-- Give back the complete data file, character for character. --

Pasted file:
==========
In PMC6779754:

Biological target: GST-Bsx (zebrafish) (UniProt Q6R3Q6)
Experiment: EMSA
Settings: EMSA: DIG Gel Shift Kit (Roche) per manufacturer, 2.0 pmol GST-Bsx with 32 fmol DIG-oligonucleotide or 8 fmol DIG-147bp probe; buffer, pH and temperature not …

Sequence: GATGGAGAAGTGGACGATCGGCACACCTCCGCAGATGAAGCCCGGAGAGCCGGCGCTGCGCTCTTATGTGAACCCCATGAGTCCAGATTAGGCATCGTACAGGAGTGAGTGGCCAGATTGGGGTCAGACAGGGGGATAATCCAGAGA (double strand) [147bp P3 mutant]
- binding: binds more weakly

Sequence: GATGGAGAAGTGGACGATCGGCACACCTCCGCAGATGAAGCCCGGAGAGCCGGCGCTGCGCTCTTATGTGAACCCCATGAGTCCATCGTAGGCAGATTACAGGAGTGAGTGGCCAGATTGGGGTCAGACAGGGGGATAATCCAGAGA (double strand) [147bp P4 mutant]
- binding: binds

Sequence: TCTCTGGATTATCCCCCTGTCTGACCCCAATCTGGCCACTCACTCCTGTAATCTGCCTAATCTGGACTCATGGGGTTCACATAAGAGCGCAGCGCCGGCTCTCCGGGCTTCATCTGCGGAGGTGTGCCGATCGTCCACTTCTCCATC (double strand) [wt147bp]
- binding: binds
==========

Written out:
In PMC6779754:

Biological target: GST-Bsx (zebrafish) (UniProt Q6R3Q6)
Experiment: EMSA
Settings: EMSA: DIG Gel Shift Kit (Roche) per manufacturer, 2.0 pmol GST-Bsx with 32 fmol DIG-oligonucleotide or 8 fmol DIG-147bp probe; buffer, pH and temperature not …

Sequence: GATGGAGAAGTGGACGATCGGCACACCTCCGCAGATGAAGCCCGGAGAGCCGGCGCTGCGCTCTTATGTGAACCCCATGAGTCCAGATTAGGCATCGTACAGGAGTGAGTGGCCAGATTGGGGTCAGACAGGGGGATAATCCAGAGA (double strand) [147bp P3 mutant]
- binding: binds more weakly

Sequence: GATGGAGAAGTGGACGATCGGCACACCTCCGCAGATGAAGCCCGGAGAGCCGGCGCTGCGCTCTTATGTGAACCCCATGAGTCCATCGTAGGCAGATTACAGGAGTGAGTGGCCAGATTGGGGTCAGACAGGGGGATAATCCAGAGA (double strand) [147bp P4 mutant]
- binding: binds

Sequence: TCTCTGGATTATCCCCCTGTCTGACCCCAATCTGGCCACTCACTCCTGTAATCTGCCTAATCTGGACTCATGGGGTTCACATAAGAGCGCAGCGCCGGCTCTCCGGGCTTCATCTGCGGAGGTGTGCCGATCGTCCACTTCTCCATC (double strand) [wt147bp]
- binding: binds